SOME HISTORICAL NOTES
From: Stephen Wolfram, A New Kind of Science
Notes for Chapter 10: Processes of Perception and Analysis
Section: Statistical Analysis
History [of statistics]. Some computations of odds for games of chance were already made in antiquity. Beginning around the 1200s increasingly elaborate results based on the combinatorial enumeration of possibilities were obtained by mystics and mathematicians, with systematically correct methods being developed in the mid-1600s and early 1700s. The idea of making inferences from sampled data arose in the mid-1600s in connection with estimating populations and developing precursors of life insurance. The method of averaging to correct for what were assumed to be random errors of observation began to be used, primarily in astronomy, in the mid-1700s, while least squares fitting and the notion of probability distributions became established around 1800. Probabilistic models based on random variations between individuals began to be used in biology in the mid-1800s, and many of the classical methods now used for statistical analysis were developed in the late 1800s and early 1900s in the context of agricultural research. In physics fundamentally probabilistic models were central to the introduction of statistical mechanics in the late 1800s and quantum mechanics in the early 1900s. Beginning as early as the 1700s, the foundations of statistical analysis have been vigorously debated, with a succession of fairly specific approaches being claimed as the only ones capable of drawing unbiased conclusions from data. The practical use of statistical analysis began to increase rapidly in the 1960s and 1970s, particularly among biological and social scientists, as computers became more widespread. All too often, however, inadequate amounts of data have ended up being subjected to elaborate statistical analyses whose results are then blindly assumed to represent definitive scientific conclusions. In the 1980s, at least in some fields, traditional statistical analysis began to become less popular, being replaced by more direct examination of data presented graphically by computer. In addition, in the 1990s, particularly in the context of consumer electronics devices, there has been an increasing emphasis on using statistical analysis to make decisions from data, and methods such as fuzzy logic and neural networks have become popular.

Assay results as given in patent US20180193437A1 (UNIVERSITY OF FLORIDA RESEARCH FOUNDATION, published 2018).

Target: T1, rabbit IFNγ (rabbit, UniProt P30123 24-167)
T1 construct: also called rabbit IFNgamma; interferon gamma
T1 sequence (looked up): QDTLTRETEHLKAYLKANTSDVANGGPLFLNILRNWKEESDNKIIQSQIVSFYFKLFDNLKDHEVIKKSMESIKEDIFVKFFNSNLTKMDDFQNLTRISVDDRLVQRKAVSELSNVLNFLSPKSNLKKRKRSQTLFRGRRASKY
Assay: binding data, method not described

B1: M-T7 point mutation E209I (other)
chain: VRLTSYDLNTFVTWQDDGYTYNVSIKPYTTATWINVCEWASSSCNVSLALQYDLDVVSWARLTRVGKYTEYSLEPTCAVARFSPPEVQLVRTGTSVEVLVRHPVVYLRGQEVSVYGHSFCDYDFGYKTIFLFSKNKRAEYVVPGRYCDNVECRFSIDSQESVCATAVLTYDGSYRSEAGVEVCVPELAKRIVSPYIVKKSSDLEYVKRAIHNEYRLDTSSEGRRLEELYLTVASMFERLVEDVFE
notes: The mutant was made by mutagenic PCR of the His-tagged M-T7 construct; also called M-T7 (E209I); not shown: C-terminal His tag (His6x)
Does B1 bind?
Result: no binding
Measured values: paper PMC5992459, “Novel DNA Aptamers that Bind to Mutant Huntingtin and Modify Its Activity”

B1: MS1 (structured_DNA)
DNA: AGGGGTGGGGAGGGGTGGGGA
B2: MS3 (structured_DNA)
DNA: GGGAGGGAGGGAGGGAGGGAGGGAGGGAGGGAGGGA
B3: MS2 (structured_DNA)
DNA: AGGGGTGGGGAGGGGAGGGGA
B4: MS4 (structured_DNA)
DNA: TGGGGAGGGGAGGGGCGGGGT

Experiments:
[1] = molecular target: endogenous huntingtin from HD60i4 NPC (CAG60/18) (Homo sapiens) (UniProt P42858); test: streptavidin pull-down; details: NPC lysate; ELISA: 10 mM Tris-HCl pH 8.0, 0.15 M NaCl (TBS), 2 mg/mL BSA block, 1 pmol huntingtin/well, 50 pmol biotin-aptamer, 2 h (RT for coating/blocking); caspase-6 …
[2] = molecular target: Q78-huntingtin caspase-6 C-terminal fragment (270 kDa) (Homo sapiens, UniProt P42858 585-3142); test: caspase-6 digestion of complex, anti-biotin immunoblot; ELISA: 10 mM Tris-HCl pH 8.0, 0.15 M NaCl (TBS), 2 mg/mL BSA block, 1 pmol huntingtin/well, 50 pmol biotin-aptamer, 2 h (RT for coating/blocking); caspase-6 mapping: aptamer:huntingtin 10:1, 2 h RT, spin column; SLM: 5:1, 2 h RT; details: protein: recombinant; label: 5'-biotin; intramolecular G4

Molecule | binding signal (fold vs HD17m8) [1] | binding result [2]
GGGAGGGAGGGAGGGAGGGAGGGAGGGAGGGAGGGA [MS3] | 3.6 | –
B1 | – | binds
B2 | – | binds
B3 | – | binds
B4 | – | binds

Stephen Wolfram, A New Kind of Science (Wolfram Media, 2002), page 1082.
© 2002, Stephen Wolfram, LLC